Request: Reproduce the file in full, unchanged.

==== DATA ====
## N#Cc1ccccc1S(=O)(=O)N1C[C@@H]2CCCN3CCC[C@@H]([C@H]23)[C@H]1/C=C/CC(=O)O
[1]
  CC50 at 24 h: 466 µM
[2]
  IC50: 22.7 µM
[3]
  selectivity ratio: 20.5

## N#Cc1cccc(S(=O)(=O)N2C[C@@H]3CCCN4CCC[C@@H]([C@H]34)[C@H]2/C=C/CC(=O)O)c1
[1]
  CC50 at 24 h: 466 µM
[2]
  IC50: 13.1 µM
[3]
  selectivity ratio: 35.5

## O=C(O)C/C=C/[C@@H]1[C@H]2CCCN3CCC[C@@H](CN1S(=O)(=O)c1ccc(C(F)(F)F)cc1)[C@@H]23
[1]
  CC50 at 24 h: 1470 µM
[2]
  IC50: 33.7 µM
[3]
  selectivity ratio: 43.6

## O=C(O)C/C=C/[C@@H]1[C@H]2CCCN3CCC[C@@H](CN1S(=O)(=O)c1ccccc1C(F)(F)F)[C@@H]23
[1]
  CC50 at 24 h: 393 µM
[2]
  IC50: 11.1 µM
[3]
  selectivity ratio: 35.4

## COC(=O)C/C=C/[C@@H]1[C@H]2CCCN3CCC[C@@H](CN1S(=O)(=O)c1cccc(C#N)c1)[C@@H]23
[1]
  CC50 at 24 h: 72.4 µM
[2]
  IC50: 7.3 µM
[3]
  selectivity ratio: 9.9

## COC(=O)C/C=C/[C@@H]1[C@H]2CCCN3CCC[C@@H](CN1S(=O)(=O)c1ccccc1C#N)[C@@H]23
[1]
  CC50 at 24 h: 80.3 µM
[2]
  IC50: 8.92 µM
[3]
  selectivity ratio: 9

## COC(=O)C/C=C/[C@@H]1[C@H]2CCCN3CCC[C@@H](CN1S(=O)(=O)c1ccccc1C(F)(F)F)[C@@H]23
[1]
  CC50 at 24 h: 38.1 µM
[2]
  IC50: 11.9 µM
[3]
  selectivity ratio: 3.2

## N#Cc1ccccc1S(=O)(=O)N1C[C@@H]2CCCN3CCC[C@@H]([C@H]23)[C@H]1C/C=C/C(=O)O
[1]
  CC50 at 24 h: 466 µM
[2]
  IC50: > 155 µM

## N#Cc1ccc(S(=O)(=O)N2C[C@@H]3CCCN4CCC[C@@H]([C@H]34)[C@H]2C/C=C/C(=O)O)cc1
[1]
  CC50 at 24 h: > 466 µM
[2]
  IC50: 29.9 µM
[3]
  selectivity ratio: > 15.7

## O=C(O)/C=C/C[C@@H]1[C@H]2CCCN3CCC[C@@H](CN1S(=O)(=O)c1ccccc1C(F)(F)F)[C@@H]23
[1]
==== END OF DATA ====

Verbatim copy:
## N#Cc1ccccc1S(=O)(=O)N1C[C@@H]2CCCN3CCC[C@@H]([C@H]23)[C@H]1/C=C/CC(=O)O
[1]
  CC50 at 24 h: 466 µM
[2]
  IC50: 22.7 µM
[3]
  selectivity ratio: 20.5

## N#Cc1cccc(S(=O)(=O)N2C[C@@H]3CCCN4CCC[C@@H]([C@H]34)[C@H]2/C=C/CC(=O)O)c1
[1]
  CC50 at 24 h: 466 µM
[2]
  IC50: 13.1 µM
[3]
  selectivity ratio: 35.5

## O=C(O)C/C=C/[C@@H]1[C@H]2CCCN3CCC[C@@H](CN1S(=O)(=O)c1ccc(C(F)(F)F)cc1)[C@@H]23
[1]
  CC50 at 24 h: 1470 µM
[2]
  IC50: 33.7 µM
[3]
  selectivity ratio: 43.6

## O=C(O)C/C=C/[C@@H]1[C@H]2CCCN3CCC[C@@H](CN1S(=O)(=O)c1ccccc1C(F)(F)F)[C@@H]23
[1]
  CC50 at 24 h: 393 µM
[2]
  IC50: 11.1 µM
[3]
  selectivity ratio: 35.4

## COC(=O)C/C=C/[C@@H]1[C@H]2CCCN3CCC[C@@H](CN1S(=O)(=O)c1cccc(C#N)c1)[C@@H]23
[1]
  CC50 at 24 h: 72.4 µM
[2]
  IC50: 7.3 µM
[3]
  selectivity ratio: 9.9

## COC(=O)C/C=C/[C@@H]1[C@H]2CCCN3CCC[C@@H](CN1S(=O)(=O)c1ccccc1C#N)[C@@H]23
[1]
  CC50 at 24 h: 80.3 µM
[2]
  IC50: 8.92 µM
[3]
  selectivity ratio: 9

## COC(=O)C/C=C/[C@@H]1[C@H]2CCCN3CCC[C@@H](CN1S(=O)(=O)c1ccccc1C(F)(F)F)[C@@H]23
[1]
  CC50 at 24 h: 38.1 µM
[2]
  IC50: 11.9 µM
[3]
  selectivity ratio: 3.2

## N#Cc1ccccc1S(=O)(=O)N1C[C@@H]2CCCN3CCC[C@@H]([C@H]23)[C@H]1C/C=C/C(=O)O
[1]
  CC50 at 24 h: 466 µM
[2]
  IC50: > 155 µM

## N#Cc1ccc(S(=O)(=O)N2C[C@@H]3CCCN4CCC[C@@H]([C@H]34)[C@H]2C/C=C/C(=O)O)cc1
[1]
  CC50 at 24 h: > 466 µM
[2]
  IC50: 29.9 µM
[3]
  selectivity ratio: > 15.7

## O=C(O)/C=C/C[C@@H]1[C@H]2CCCN3CCC[C@@H](CN1S(=O)(=O)c1ccccc1C(F)(F)F)[C@@H]23
[1]